Eczema at Johns Creek Dermatology: Diagnosis and Treatment
Shereen Timani, M.D. sees a large number of patients suffering from Eczema at Johns Creek Dermatology. The presence of a mild-to-severe itchy, red rash, which can appear anywhere on the body, may be a common condition called eczema, or atopic dermatitis. Eczema affects nearly 35 million people in the U.S., 70% of whom are children under the age of 5. Although symptoms decrease as the child ages, eczema sometimes continues into adulthood. Dr. Timani can diagnose you or your child’s eczema and prescribe the appropriate treatment program.
The definition of eczema is derived from a Greek word translating to “effervesce or bubble or boil over.” Symptoms differ from person to person, and the exact causes are not known. It is theorized that certain types of eczema may have a tendency to be inherited. Also, there may be a link between allergic diseases, such as hay fever or asthma, as a trigger for the skin condition. All types of eczema cause redness and itching, and in some cases the skin blisters, weeps or peels. Most often the rash appears within the insides of the elbows, on the backs of the knees, and on the hands, neck or face, or anywhere on the body where skin may fold or crease. In extreme cases, the majority of the body may be covered in the rash. Patients may exhibit one or more of the symptoms:
- Dry, sensitive skin
- Intense itching
- Red, inflamed skin
- Recurring rash
- Scaly areas
- Rough, leathery patches
- Oozing or crusting
- Areas of swelling
- Dark colored patches of skin
Causes of Eczema
Although the exact causes are undetermined, many factors may trigger the flare of eczema, or increase the intensity and areas impacted. These may include:
- Food allergy
Categories of Eczema at Johns Creek Dermatology
There are several itchy rash type skin diseases that are considered eczema. Dr. Timani will evaluate your specific condition to determine the proper classification and appropriate treatment. One of the primary goals of treatment, no matter what the trigger or manifestation of dermatitis, is to break the inflammation- itch-scratch- symptom intensification cycle. Categories of eczema at Johns Creek Dermatology are described briefly below:
- Atopic dermatitis: affects the majority of patients from childhood, and is typically a chronic condition which may develop into a severe, widespread rash.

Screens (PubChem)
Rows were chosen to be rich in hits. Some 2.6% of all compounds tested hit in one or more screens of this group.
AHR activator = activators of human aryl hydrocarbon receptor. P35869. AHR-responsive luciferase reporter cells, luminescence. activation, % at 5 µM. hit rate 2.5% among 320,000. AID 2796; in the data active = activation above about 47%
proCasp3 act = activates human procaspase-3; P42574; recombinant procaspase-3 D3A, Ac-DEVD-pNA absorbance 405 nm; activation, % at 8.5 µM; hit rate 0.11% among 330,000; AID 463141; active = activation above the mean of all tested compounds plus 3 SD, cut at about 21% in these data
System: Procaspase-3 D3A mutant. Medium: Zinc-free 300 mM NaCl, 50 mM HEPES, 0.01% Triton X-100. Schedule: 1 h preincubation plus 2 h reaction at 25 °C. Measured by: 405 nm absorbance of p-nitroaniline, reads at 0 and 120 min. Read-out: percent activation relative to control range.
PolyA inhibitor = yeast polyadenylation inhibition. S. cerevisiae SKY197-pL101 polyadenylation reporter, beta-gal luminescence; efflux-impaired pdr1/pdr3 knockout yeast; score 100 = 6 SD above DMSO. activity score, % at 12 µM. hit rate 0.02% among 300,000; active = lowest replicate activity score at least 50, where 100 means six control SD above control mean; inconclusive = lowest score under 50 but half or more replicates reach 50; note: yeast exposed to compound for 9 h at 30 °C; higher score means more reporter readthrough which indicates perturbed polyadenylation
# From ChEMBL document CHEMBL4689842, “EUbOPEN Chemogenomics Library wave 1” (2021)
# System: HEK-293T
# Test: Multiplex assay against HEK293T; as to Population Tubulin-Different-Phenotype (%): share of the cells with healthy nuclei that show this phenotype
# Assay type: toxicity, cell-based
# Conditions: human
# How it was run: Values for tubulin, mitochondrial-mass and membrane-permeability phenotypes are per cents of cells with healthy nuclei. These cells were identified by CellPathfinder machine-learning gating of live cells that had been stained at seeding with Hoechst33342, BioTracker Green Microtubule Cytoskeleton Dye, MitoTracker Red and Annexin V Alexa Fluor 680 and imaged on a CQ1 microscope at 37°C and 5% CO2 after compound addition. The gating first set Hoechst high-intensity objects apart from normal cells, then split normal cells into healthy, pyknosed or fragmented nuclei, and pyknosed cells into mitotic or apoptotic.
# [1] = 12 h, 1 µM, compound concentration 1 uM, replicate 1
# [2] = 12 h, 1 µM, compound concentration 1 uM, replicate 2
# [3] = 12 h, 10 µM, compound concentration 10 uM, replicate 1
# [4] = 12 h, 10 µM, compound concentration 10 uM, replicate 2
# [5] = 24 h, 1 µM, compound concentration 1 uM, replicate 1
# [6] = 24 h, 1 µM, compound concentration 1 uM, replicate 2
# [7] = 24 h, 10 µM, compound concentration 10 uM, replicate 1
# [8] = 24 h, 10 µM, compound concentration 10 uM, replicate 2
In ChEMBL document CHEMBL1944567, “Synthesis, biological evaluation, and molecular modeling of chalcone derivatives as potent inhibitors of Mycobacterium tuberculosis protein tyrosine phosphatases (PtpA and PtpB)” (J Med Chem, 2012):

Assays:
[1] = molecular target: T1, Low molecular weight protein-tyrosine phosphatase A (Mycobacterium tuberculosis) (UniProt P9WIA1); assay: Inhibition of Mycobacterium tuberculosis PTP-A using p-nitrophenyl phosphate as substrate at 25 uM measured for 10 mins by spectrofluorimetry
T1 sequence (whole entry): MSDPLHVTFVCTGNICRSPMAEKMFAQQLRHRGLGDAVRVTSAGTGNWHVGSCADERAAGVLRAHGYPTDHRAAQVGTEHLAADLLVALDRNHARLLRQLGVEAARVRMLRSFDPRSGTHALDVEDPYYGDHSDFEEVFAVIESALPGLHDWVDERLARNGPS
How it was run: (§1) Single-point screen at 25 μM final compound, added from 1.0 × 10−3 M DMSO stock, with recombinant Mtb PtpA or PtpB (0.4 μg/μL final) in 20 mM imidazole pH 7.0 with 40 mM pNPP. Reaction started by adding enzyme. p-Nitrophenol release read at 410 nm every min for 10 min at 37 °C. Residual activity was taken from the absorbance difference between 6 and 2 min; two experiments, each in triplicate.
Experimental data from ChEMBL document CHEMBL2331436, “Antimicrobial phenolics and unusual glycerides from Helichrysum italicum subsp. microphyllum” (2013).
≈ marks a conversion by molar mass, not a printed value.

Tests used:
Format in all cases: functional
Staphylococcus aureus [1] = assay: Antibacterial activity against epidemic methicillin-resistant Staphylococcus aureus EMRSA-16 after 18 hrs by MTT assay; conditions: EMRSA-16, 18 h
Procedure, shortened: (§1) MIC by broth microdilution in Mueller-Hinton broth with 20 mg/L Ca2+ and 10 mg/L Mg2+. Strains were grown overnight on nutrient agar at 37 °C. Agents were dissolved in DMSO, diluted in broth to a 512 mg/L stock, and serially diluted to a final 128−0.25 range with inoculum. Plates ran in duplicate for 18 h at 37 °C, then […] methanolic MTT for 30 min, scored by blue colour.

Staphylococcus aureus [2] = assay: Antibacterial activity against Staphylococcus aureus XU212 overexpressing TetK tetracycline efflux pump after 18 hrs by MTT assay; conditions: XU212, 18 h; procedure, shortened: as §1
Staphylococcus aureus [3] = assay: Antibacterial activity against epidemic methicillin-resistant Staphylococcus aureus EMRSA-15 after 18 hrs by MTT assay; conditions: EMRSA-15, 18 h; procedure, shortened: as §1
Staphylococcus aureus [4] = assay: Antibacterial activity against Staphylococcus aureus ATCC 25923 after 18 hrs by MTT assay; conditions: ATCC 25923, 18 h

- Hand eczema: usually is confined only to the hands and affects up to 10% of the population.
- Contact dermatitis: occurs when the skin comes in contact with certain substances, causing a reaction resulting in skin inflammation.
- Seborrheic dermatitis: is a common skin condition that may occur simultaneously in patients with eczema, having similar symptoms to eczema, which may make a specific diagnosis difficult.
- Dyshidrotic eczema: causes blisters on the fingers, palms, and soles of the feet, and women are two times more prone to this disorder.
- Nummular eczema: appears as well-defined coin-shaped spots on the skin which are either very dry and scaly or wet and open, depending on the itch factor. Unlike atopic dermatitis, heredity is not usually a factor. As it resembles ringworm, it is important to visit Johns Creek Dermatology to rule out a
- fungal infection.
- Neurodermatitis: tends to result in a single or several patches—one or many— which result from frequent rubbing or consistent irritation.
- Stasis dermatitis: is associated with a circulation problem most often affecting the veins in the lower legs. This type of dermatitis can result in more permanent changes in the skin over time.
Following your diagnosis, Dr. Timani will craft a treatment plan to resolve the inflammation-itch-scratch cycle and normalize your skin. Although there are multiple subtypes of the condition, an underlying origin of the symptoms is that the immune system is causing skin inflammation. A basic component of your treatment program, no matter what the appearance or trigger, is moisturizing the area to keep the skin from becoming dry and prone to flare-ups. In most cases, in order to foster the recovery of the skin, Dr. Timani will prescribe a topical steroid in cream, lotion or ointment form to reduce inflammation and irritation, and diminish itching while relieving the urge to scratch. In cases of sensitivity to steroids, she may prescribe a topical calcineurin inhibitor which is a non-steroidal prescription eczema drug in order to reduce the potential for side effects often associated with long-term use of topical steroids, such as thinning of the skin, stretch marks, spider veins or discoloration of the skin. In extremely severe cases, it might be necessary to employ the use of immunosuppressant medications to halt the immune system’s attack on the skin.
Each patient is unique; therefore, results will vary.
Eczema at Johns Creek Dermatology Diagnosis and Treatment: Dr. Shereen Timani at Johns Creek Dermatology has established a reputation for providing professional patient diagnosis and care for a variety of skin conditions. Our practice in Johns Creek, GA, takes exceptional pride in professionalism and personalized care. Johns Creek Dermatology serves patients in the Atlanta Metro area as well as Roswell, Cumming, Alpharetta, Suwanee, Milton, and Duluth. Call to make an appointment if you have a concern about your skin.